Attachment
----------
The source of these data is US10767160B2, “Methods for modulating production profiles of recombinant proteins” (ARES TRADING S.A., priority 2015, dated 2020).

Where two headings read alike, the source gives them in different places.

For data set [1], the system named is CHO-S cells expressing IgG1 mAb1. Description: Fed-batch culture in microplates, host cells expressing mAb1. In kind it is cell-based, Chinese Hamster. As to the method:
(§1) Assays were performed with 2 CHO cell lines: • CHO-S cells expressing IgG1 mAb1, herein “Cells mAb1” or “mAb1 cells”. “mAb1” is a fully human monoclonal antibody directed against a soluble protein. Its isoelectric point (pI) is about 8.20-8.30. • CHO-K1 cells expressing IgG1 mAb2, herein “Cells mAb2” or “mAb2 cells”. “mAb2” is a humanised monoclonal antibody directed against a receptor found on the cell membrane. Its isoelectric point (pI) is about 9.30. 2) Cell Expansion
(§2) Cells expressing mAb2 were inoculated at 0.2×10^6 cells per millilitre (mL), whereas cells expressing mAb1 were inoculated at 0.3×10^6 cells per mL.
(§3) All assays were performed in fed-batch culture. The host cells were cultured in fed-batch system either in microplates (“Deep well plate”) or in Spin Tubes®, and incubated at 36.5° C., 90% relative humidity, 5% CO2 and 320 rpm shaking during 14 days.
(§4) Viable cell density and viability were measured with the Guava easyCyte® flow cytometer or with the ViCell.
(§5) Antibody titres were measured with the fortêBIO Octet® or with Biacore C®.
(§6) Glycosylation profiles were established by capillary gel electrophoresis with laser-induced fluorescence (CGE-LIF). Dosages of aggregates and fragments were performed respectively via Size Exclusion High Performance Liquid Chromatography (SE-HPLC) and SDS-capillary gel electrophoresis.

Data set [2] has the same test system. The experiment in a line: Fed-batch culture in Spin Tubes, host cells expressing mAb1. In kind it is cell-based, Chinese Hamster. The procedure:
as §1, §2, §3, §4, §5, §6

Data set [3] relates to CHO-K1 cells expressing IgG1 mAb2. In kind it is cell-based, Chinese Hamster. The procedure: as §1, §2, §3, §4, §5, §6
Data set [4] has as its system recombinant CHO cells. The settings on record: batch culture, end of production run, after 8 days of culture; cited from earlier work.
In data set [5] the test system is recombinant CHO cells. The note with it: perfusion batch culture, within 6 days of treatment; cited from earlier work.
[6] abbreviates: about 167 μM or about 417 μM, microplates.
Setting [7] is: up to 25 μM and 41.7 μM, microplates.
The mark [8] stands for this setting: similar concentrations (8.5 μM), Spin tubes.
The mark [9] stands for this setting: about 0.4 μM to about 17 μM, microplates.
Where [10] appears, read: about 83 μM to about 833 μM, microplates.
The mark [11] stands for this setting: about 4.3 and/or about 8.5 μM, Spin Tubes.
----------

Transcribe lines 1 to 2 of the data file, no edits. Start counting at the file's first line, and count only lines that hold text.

The source of these data is US10767160B2, “Methods for modulating production profiles of recombinant proteins” (ARES TRADING S.A., priority 2015, dated 2020).

Where two headings read alike, the source gives them in different places.